Donald Trump has said he is willing to put his own money into his re-election campaign as new polling for The Daily Telegraph shows Joe Biden’s lead is shrinking in key battleground states which are likely to decide the result.
Bloomberg on Tuesday reported the US president was considering spending up to $100 million of his personal fortune on his campaign.
Mr Trump spent more than $60 million in 2016 but such spending would be unprecedented for an incumbent president.
“If I have to, I would,” Mr Trump said when asked if he would put his own money into his re-election bid. Asked how much, he said: “Whatever it takes. We have to win”.
However the US president also argued that doing so was not needed right now, saying that the Trump campaign had “double or triple” the amount of money at this stage of the race as it did in the 2016 election cycle.
The comments come amid new evidence that the race is tightening where it matters - in the swing states that will likely determine whether Mr Trump is given a second term on November 3 or his Democratic rival Joe Biden wins the presidency.
Polling done by Redfield & Wilton Strategies for this newspaper has been tracking the mood in the six states that Mr Trump won by the narrowest margins in 2016: Arizona, North Carolina, Florida, Pennsylvania, Michigan and Wisconsin.
Mr Biden led comfortably in all six states in the last poll in July. In the latest polling from late August and early September Mr Trump has narrowed the gap in all six states, showing that the race has tightened as autumn approaches.
Mr Trump is now ahead in North Carolina by one percentage point, according to the polling. He has also roughly halved Mr Biden’s lead in Florida and Pennsylvania. Mr Biden remains ahead in Pennsylvania and far ahead in Michigan and Wisconsin.
The numbers are still good for the Biden camp, showing he leads in five of the six states. If those figures were the actual result on November 3 then in all likelihood Mr Biden would win the presidency, barring freak results in other states.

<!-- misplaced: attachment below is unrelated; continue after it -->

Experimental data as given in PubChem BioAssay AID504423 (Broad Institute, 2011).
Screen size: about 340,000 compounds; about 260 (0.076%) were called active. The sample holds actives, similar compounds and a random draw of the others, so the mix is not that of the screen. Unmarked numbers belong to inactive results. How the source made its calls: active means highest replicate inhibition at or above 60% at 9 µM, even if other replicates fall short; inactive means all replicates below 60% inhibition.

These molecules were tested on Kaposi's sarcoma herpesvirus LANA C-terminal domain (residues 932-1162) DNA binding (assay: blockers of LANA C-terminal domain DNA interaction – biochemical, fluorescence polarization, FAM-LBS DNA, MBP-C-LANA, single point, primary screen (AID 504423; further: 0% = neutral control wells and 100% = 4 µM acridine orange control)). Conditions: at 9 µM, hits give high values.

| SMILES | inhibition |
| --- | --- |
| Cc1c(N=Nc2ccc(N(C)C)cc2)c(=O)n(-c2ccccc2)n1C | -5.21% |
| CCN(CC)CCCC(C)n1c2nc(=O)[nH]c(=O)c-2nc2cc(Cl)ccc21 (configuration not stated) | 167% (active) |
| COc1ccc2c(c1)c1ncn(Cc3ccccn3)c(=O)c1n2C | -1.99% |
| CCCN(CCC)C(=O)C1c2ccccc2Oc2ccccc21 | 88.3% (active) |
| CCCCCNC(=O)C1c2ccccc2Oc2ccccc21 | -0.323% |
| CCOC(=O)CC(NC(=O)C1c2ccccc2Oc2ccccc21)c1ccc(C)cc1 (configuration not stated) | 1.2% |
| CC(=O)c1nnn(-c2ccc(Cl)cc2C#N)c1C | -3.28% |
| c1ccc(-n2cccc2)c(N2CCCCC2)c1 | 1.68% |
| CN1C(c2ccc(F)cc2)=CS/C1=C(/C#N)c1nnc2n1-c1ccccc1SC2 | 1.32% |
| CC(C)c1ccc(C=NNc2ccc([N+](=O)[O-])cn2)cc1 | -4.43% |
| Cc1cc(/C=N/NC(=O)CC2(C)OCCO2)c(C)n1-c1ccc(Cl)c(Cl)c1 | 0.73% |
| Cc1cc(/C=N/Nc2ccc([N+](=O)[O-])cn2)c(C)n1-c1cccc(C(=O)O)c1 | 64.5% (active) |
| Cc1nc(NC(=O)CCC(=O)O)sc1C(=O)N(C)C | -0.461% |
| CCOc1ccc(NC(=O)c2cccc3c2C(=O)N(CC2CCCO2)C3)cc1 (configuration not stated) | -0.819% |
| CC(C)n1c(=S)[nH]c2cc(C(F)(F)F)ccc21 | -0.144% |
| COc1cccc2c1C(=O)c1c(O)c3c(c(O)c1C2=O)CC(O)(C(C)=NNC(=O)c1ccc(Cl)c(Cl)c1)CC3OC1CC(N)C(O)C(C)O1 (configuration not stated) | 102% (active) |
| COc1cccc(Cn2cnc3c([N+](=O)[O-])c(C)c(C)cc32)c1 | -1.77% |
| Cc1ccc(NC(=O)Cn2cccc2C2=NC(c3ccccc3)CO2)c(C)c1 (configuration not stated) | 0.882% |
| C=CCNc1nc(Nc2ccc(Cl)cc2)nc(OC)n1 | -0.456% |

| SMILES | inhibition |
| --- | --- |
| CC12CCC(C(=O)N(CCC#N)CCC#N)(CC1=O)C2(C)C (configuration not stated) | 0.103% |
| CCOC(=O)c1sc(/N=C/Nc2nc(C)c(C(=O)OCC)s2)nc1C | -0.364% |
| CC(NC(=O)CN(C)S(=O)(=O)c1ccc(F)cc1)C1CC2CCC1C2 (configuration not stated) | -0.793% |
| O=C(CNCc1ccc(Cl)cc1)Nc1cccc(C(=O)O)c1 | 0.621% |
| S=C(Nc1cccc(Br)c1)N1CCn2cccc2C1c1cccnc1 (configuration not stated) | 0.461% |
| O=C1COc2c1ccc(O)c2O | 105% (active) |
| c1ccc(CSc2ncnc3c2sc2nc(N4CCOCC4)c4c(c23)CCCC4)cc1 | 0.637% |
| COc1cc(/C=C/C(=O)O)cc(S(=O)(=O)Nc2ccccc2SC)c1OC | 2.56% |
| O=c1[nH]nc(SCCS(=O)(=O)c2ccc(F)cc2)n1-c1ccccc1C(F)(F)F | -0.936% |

However the Trump campaign will take heart from the narrowing gap, given over the summer they faced huge poll deficits as daily coronavirus cases surged to record highs in America.
The reasons for the narrowing are complex and debatable. The drops in daily Covid-19 cases could be a factor, given the president’s handling of the pandemic is disapproved of by a majority of voters, according to many polls.
The party conventions could also have played a part. The polling was taken in the week after the Republican convention, potentially capturing views formed by their messaging and dominance on TV coverage during the preceding week.
However pollsters and pundits have widely noted how the traditional post-convention bounces do not seem to have materialised for either party this year, a reflection perhaps of how many voters already have a firm view on each candidate.
The polling shows Mr Biden is three percent points ahead in Florida, five points ahead in Arizona and Pennsylvania, nine points ahead in Wisconsin and 11 points ahead in Michigan.
Mr Trump is a point ahead in North Carolina. Polls, it should be remembered, are a snapshot of voter thinking at a moment in time rather than a prediction of the final result. Between 600 and 1,000 people were polled in each of the six states.